We examine the seismic structure of the Sierra Nevada using records of nine earthquakes and one explosion in and near the Sierra, recorded on stations in the Sierra. We first interpret travel times from these paths, which are confined to a single tectonic block, in terms of one‐dimensional structures. The most nearly reversed pair of earthquakes, the 1966 Truckee and 1983 Durrwood Meadows earthquakes, share refracted (Pn) arrival times (corrected to surface focus) along a line t=8.75±0.25+Δ/8.0, suggesting that a nearly flat layer of 8.0 km/s mantle material lies at depths of 46–48 km. First arrivals from these events do not constrain velocities from ≈30 to 45 km depth. Secondary arrivals and some first arrivals from other earthquakes suggest that velocities in part of this region range between 6.9 and 7.8 km/s. The presence of this “7.x‐km/s” layer can help to explain previous contradictory observations. The 7.x‐km/s layer could be interpreted as either the mafic bottom of a silicic, Mesozoic magmatic arc or as accreted mafic underplating or rejuvenated mantle related to Cenozoic arc volcanism or Basin and Range spreading. Arrivals at stations in the foothills and the crest of the Sierra cannot be fit with a single longitudinal structure, indicating a lateral variation of velocity structure. These variations support previously inferred variations of lithospheric structure, with higher‐velocity, thinner crust to the west beneath the Sierran foothills and slower‐velocity crust (or possibly upper mantle) beneath the high mountains in the eastern Sierra. Rapid changes in arrival times between stations separated by short distances in the eastern Sierra suggest that a sharp boundary exists between the Sierra and the Basin and Range at Moho depths. We also present fresh evidence of the asymmetry of the root of the Sierra, wherein arrivals from earthquakes on the west of the Sierra are delayed within the Sierra and return to original values in the Basin and Range, while arrivals from earthquakes and explosions from the Sierra into the Great Valley. We suggest that if the 7.x‐km/s material occurs in a wedge above the Moho, then the asymmetry can be explained by arrivals from the west being delayed by the dipping 8.0‐km/s Moho, while those from the east may be entering the root along a 7.x‐km/s layer that is near the depth of the Basin and Range Moho.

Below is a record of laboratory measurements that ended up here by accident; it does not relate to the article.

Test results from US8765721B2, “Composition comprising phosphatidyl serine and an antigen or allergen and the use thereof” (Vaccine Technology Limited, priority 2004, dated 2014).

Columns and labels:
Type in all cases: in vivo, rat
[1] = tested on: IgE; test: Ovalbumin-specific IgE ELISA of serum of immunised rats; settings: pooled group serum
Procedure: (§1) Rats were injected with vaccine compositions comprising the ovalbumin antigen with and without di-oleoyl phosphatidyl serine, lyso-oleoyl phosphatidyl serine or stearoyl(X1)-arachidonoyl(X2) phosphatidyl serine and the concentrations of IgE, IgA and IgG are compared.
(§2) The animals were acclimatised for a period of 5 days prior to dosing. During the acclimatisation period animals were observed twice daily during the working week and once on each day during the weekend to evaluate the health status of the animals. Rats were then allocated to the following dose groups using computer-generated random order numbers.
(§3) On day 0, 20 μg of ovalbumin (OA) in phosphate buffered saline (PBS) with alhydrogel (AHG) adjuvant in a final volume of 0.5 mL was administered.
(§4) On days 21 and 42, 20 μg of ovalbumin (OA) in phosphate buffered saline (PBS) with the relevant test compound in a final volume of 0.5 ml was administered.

|Publication Subtype||Journal Article|
|Title||Earthquake refraction profiles of the root of the Sierra Nevada|
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